A few years ago, I attended one of the first Limmud FSU events in Moscow. It was exhilarating and moving to join hundreds of young Russians gathered together to celebrate their Jewish life and identity. This year in Russia, over 1,500 participants attended the second-largest Limmud conference ever. The conference featured a discussion by Jewish war veterans who participated in the liberation of Auschwitz, and lectures and workshops on issues of Jewish identity, religion, history, and culture.
Panelists at Limmud also discussed the political situation in Russia. Alexander Boroda, head of the Chabad-affiliated Federation of Jewish Communities of Russia, warned about dangers of regime change. "In Russia, there is virtually unlimited freedom of religion and the Jewish community must ensure this situation continues...The Jews of Russia must realize the dangers inherent in the possible collapse of the Putin government," he said.
Last week, representatives of major Jewish groups in Russia and Crimea urged Jewish communities in the West to rally their governments to remove sanctions against Russia. In a joint letter, they called sanctions "injustice" and said that joining Russia was the Crimean people's deliberate choice.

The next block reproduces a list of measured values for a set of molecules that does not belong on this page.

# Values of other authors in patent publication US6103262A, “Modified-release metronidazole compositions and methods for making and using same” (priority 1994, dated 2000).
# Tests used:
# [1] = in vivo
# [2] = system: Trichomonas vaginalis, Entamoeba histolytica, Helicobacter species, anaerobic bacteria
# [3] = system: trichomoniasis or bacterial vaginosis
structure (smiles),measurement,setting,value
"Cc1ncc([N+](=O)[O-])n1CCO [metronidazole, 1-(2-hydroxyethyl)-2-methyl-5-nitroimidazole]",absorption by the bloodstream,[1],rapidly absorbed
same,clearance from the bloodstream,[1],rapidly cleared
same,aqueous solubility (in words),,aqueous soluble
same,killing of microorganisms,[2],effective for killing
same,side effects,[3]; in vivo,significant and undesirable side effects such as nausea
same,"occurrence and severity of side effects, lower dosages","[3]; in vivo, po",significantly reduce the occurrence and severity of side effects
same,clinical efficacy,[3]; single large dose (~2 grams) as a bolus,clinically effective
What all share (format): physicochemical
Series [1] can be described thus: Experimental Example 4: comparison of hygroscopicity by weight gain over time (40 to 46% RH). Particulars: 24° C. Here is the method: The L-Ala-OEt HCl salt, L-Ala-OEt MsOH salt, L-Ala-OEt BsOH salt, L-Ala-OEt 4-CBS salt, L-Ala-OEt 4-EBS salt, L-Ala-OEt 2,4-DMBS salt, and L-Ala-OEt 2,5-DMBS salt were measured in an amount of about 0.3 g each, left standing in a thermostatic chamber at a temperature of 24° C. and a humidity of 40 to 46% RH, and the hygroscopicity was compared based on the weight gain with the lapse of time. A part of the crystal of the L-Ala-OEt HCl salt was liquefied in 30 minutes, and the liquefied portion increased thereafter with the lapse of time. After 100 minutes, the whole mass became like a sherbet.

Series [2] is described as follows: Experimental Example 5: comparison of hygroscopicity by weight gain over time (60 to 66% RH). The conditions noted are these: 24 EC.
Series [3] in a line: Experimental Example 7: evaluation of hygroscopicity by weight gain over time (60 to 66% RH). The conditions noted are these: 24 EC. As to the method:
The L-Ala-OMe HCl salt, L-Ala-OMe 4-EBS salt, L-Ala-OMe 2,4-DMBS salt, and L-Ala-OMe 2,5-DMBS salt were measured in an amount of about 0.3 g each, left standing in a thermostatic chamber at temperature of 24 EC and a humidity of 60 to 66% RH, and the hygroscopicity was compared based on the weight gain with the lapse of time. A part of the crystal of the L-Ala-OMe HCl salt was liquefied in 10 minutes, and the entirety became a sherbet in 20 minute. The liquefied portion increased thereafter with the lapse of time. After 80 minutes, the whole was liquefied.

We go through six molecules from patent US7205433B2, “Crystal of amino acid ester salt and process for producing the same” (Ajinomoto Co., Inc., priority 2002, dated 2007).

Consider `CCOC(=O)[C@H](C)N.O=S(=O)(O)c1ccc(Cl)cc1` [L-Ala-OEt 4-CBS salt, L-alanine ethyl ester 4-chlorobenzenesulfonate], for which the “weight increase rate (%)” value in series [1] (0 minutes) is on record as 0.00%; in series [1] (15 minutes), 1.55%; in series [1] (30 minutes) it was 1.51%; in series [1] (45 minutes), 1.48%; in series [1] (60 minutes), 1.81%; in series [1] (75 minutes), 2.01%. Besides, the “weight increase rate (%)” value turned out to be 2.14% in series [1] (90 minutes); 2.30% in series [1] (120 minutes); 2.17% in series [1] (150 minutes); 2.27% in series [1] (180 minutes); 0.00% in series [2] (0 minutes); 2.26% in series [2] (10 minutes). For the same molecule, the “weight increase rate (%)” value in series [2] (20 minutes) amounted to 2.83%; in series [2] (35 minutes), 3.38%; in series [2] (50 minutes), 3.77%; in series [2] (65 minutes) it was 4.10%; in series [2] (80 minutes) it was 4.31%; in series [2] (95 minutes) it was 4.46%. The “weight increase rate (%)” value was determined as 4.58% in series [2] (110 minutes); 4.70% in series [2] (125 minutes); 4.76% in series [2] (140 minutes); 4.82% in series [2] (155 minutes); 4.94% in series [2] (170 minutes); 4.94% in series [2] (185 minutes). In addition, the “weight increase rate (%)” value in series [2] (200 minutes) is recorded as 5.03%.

Aliyah from Ukraine continues to rise. According to a Jewish Agency report, 6,499 people have emigrated to Israel from Ukraine this year, an increase of 41% over 2014. More than half of all newcomers to Israel were from the former Soviet Union region, which is being affected by the Ukraine conflict and Russia's economic crisis.
In an anticipated development, Kazakh President Nursultan Nazarbayev won a fifth term in a landslide victory in Sunday elections in Kazakhstan. After his inauguration, President Nazarbayev reappointed Karim Masimov as prime minister.
During the EU-Ukraine summit held in Kyiv this week, the EU and U.S. representatives urged the Ukrainian government to speed up reforms. While some reforms have already been introduced, many analysts argue that the process has been too slow to satisfy the conditions for Western aid to Ukraine.
I would like to highlight a
New York Times
opinion piece by Ivan Krastev about Moscow's outreach to governments in Central Europe, in an attempt to weaken the EU's consensus on Russia.
I also want to bring to your attention another
New York Times
article, on the efforts of the pro-Russian separatists to rewrite Ukrainian history. A new school curriculum introduced by the separatist governments in Eastern Ukraine distorts historical accounts of the 1930s famine, Stalinists repressions, and the Nazi occupation. History matters, and this is another disturbing development in the rebel-controlled areas of Ukraine.
Mark B. Levin